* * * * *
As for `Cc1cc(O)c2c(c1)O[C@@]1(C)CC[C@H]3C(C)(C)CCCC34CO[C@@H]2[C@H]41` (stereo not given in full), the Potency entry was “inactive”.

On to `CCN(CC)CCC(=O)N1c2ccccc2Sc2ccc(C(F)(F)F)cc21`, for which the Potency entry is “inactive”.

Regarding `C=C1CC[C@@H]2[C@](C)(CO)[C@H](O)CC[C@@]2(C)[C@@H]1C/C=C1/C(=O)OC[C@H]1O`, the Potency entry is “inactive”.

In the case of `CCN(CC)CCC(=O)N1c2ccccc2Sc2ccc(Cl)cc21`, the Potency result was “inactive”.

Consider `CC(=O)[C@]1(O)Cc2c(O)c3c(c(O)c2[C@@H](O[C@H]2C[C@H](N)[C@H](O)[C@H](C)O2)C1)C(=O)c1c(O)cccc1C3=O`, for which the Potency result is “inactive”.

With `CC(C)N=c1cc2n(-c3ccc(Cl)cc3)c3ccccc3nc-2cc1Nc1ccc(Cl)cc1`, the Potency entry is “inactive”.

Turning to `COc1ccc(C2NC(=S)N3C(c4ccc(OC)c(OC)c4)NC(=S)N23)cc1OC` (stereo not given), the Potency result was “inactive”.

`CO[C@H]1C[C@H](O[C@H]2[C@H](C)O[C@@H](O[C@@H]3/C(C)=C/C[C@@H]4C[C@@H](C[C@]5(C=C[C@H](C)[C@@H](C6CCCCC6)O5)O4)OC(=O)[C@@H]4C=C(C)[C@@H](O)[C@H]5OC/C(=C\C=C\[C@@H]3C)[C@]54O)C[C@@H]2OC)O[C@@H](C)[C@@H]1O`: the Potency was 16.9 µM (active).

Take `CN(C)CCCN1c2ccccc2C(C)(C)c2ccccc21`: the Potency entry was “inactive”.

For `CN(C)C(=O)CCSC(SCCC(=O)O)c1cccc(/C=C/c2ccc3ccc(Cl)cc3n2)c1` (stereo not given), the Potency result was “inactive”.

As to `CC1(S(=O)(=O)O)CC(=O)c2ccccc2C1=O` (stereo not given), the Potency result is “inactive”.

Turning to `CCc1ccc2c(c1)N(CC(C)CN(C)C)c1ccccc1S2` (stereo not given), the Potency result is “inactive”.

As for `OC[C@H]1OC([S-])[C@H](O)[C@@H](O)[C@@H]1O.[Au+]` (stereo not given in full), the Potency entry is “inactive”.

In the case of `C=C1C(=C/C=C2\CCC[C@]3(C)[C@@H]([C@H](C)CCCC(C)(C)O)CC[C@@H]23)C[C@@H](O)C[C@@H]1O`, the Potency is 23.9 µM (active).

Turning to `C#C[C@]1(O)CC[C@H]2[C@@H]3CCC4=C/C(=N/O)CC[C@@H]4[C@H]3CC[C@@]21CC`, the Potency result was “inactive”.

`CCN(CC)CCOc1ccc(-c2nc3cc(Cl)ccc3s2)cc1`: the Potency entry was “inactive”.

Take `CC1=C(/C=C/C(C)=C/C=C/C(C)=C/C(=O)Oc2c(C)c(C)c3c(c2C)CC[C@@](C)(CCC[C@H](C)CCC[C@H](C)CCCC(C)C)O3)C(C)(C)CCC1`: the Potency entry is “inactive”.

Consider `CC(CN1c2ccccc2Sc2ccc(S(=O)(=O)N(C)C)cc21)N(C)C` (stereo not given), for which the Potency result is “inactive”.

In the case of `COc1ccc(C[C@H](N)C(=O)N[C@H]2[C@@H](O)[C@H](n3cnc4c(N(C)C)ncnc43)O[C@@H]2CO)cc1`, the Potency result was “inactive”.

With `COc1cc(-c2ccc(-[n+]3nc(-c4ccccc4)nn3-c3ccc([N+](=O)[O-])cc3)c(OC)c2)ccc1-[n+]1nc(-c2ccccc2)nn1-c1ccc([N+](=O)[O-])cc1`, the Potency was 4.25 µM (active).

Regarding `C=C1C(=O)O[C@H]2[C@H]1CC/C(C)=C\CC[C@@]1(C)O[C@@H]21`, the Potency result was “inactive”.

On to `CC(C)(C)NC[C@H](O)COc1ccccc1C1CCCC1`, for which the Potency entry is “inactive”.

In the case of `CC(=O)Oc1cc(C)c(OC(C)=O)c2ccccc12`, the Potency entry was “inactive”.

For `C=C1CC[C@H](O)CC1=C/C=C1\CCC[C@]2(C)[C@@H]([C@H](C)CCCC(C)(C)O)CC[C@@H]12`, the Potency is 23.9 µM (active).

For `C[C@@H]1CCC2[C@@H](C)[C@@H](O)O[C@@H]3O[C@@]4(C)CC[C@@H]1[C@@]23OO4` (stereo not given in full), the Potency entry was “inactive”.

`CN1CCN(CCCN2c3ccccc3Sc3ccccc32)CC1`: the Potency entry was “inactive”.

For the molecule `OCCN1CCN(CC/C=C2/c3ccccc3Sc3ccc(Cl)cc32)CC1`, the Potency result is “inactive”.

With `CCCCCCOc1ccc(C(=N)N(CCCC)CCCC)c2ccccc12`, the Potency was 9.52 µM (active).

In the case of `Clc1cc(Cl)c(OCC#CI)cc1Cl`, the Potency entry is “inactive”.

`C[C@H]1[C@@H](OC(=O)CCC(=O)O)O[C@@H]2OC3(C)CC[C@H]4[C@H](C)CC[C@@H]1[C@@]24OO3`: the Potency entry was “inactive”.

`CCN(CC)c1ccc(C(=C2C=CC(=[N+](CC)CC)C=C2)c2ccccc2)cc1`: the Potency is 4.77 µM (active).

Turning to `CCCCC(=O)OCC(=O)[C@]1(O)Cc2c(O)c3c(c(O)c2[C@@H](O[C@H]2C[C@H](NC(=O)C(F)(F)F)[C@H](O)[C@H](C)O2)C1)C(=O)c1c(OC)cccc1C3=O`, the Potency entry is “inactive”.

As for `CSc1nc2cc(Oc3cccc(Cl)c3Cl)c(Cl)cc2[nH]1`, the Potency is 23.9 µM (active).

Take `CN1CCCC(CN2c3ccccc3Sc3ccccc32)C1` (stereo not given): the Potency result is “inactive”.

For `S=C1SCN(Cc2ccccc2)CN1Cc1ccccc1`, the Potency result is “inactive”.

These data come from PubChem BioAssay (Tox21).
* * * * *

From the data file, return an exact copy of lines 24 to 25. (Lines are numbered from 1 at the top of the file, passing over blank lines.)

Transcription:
For `C=C1CC[C@H](O)CC1=C/C=C1\CCC[C@]2(C)[C@@H]([C@H](C)CCCC(C)(C)O)CC[C@@H]12`, the Potency is 23.9 µM (active).

For `C[C@@H]1CCC2[C@@H](C)[C@@H](O)O[C@@H]3O[C@@]4(C)CC[C@@H]1[C@@]23OO4` (stereo not given in full), the Potency entry was “inactive”.